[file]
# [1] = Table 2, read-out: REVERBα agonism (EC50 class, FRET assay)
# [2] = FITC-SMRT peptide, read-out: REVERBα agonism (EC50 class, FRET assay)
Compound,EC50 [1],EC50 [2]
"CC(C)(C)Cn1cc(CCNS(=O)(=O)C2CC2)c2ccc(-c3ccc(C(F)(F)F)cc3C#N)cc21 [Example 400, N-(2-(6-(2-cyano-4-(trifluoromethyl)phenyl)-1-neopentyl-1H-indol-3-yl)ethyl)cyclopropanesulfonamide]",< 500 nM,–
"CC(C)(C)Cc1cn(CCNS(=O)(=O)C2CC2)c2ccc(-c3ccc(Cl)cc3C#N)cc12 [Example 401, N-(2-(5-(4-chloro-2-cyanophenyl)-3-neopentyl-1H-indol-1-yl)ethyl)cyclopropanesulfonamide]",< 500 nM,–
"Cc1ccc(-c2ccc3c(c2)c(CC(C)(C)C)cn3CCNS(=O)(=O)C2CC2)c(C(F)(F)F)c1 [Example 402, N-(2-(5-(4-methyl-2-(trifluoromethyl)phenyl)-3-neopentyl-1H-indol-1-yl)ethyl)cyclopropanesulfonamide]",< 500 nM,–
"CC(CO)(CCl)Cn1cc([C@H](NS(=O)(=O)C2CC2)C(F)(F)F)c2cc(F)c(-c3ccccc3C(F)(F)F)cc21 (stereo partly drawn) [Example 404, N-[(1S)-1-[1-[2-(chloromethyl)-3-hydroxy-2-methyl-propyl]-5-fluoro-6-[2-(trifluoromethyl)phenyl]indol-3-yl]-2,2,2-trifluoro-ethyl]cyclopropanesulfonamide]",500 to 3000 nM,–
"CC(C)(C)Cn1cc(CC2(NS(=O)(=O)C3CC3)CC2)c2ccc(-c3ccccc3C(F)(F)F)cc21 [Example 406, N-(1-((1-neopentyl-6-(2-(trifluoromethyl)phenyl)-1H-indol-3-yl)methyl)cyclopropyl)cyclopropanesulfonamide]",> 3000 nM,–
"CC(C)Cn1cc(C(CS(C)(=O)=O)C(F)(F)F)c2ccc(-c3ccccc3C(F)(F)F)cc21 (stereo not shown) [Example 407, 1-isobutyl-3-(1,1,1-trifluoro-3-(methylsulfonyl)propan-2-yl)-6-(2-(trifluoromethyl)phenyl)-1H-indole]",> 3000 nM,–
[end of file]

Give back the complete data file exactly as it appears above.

# [1] = Table 2, read-out: REVERBα agonism (EC50 class, FRET assay)
# [2] = FITC-SMRT peptide, read-out: REVERBα agonism (EC50 class, FRET assay)
Compound,EC50 [1],EC50 [2]
"CC(C)(C)Cn1cc(CCNS(=O)(=O)C2CC2)c2ccc(-c3ccc(C(F)(F)F)cc3C#N)cc21 [Example 400, N-(2-(6-(2-cyano-4-(trifluoromethyl)phenyl)-1-neopentyl-1H-indol-3-yl)ethyl)cyclopropanesulfonamide]",< 500 nM,–
"CC(C)(C)Cc1cn(CCNS(=O)(=O)C2CC2)c2ccc(-c3ccc(Cl)cc3C#N)cc12 [Example 401, N-(2-(5-(4-chloro-2-cyanophenyl)-3-neopentyl-1H-indol-1-yl)ethyl)cyclopropanesulfonamide]",< 500 nM,–
"Cc1ccc(-c2ccc3c(c2)c(CC(C)(C)C)cn3CCNS(=O)(=O)C2CC2)c(C(F)(F)F)c1 [Example 402, N-(2-(5-(4-methyl-2-(trifluoromethyl)phenyl)-3-neopentyl-1H-indol-1-yl)ethyl)cyclopropanesulfonamide]",< 500 nM,–
"CC(CO)(CCl)Cn1cc([C@H](NS(=O)(=O)C2CC2)C(F)(F)F)c2cc(F)c(-c3ccccc3C(F)(F)F)cc21 (stereo partly drawn) [Example 404, N-[(1S)-1-[1-[2-(chloromethyl)-3-hydroxy-2-methyl-propyl]-5-fluoro-6-[2-(trifluoromethyl)phenyl]indol-3-yl]-2,2,2-trifluoro-ethyl]cyclopropanesulfonamide]",500 to 3000 nM,–
"CC(C)(C)Cn1cc(CC2(NS(=O)(=O)C3CC3)CC2)c2ccc(-c3ccccc3C(F)(F)F)cc21 [Example 406, N-(1-((1-neopentyl-6-(2-(trifluoromethyl)phenyl)-1H-indol-3-yl)methyl)cyclopropyl)cyclopropanesulfonamide]",> 3000 nM,–
"CC(C)Cn1cc(C(CS(C)(=O)=O)C(F)(F)F)c2ccc(-c3ccccc3C(F)(F)F)cc21 (stereo not shown) [Example 407, 1-isobutyl-3-(1,1,1-trifluoro-3-(methylsulfonyl)propan-2-yl)-6-(2-(trifluoromethyl)phenyl)-1H-indole]",> 3000 nM,–